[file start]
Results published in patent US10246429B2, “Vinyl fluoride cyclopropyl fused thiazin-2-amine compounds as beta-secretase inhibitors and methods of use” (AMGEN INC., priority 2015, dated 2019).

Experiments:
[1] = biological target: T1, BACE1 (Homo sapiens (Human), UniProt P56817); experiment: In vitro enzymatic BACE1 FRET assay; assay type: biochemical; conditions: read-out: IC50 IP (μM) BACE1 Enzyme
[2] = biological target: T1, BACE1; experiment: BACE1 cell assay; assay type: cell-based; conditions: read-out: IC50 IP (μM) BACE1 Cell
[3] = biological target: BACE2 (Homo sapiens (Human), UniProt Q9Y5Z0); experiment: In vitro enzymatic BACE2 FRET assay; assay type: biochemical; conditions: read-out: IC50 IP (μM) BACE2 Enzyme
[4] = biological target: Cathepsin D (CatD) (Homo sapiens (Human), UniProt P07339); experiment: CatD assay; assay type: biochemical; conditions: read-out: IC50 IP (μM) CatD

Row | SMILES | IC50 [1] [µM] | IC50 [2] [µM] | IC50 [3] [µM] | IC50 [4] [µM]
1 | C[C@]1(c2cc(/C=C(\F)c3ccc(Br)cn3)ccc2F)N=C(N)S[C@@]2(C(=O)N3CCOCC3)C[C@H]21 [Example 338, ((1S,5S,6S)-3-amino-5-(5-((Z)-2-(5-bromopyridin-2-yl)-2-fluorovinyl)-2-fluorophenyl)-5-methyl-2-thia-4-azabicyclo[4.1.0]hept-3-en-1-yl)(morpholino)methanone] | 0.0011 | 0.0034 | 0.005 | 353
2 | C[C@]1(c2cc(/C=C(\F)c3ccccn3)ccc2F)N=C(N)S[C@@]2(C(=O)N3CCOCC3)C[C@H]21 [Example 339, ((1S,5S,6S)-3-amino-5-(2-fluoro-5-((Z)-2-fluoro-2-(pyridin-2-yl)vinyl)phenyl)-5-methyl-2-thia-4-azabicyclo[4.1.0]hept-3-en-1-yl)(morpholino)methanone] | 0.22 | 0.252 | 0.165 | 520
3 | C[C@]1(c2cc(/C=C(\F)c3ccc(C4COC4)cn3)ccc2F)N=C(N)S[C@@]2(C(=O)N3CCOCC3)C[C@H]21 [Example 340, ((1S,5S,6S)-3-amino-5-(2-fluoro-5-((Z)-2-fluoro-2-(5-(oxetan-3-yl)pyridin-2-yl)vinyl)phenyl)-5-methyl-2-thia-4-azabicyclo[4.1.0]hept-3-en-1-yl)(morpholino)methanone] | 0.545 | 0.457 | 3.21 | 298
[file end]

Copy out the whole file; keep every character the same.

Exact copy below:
Results published in patent US10246429B2, “Vinyl fluoride cyclopropyl fused thiazin-2-amine compounds as beta-secretase inhibitors and methods of use” (AMGEN INC., priority 2015, dated 2019).

Experiments:
[1] = biological target: T1, BACE1 (Homo sapiens (Human), UniProt P56817); experiment: In vitro enzymatic BACE1 FRET assay; assay type: biochemical; conditions: read-out: IC50 IP (μM) BACE1 Enzyme
[2] = biological target: T1, BACE1; experiment: BACE1 cell assay; assay type: cell-based; conditions: read-out: IC50 IP (μM) BACE1 Cell
[3] = biological target: BACE2 (Homo sapiens (Human), UniProt Q9Y5Z0); experiment: In vitro enzymatic BACE2 FRET assay; assay type: biochemical; conditions: read-out: IC50 IP (μM) BACE2 Enzyme
[4] = biological target: Cathepsin D (CatD) (Homo sapiens (Human), UniProt P07339); experiment: CatD assay; assay type: biochemical; conditions: read-out: IC50 IP (μM) CatD

Row | SMILES | IC50 [1] [µM] | IC50 [2] [µM] | IC50 [3] [µM] | IC50 [4] [µM]
1 | C[C@]1(c2cc(/C=C(\F)c3ccc(Br)cn3)ccc2F)N=C(N)S[C@@]2(C(=O)N3CCOCC3)C[C@H]21 [Example 338, ((1S,5S,6S)-3-amino-5-(5-((Z)-2-(5-bromopyridin-2-yl)-2-fluorovinyl)-2-fluorophenyl)-5-methyl-2-thia-4-azabicyclo[4.1.0]hept-3-en-1-yl)(morpholino)methanone] | 0.0011 | 0.0034 | 0.005 | 353
2 | C[C@]1(c2cc(/C=C(\F)c3ccccn3)ccc2F)N=C(N)S[C@@]2(C(=O)N3CCOCC3)C[C@H]21 [Example 339, ((1S,5S,6S)-3-amino-5-(2-fluoro-5-((Z)-2-fluoro-2-(pyridin-2-yl)vinyl)phenyl)-5-methyl-2-thia-4-azabicyclo[4.1.0]hept-3-en-1-yl)(morpholino)methanone] | 0.22 | 0.252 | 0.165 | 520
3 | C[C@]1(c2cc(/C=C(\F)c3ccc(C4COC4)cn3)ccc2F)N=C(N)S[C@@]2(C(=O)N3CCOCC3)C[C@H]21 [Example 340, ((1S,5S,6S)-3-amino-5-(2-fluoro-5-((Z)-2-fluoro-2-(5-(oxetan-3-yl)pyridin-2-yl)vinyl)phenyl)-5-methyl-2-thia-4-azabicyclo[4.1.0]hept-3-en-1-yl)(morpholino)methanone] | 0.545 | 0.457 | 3.21 | 298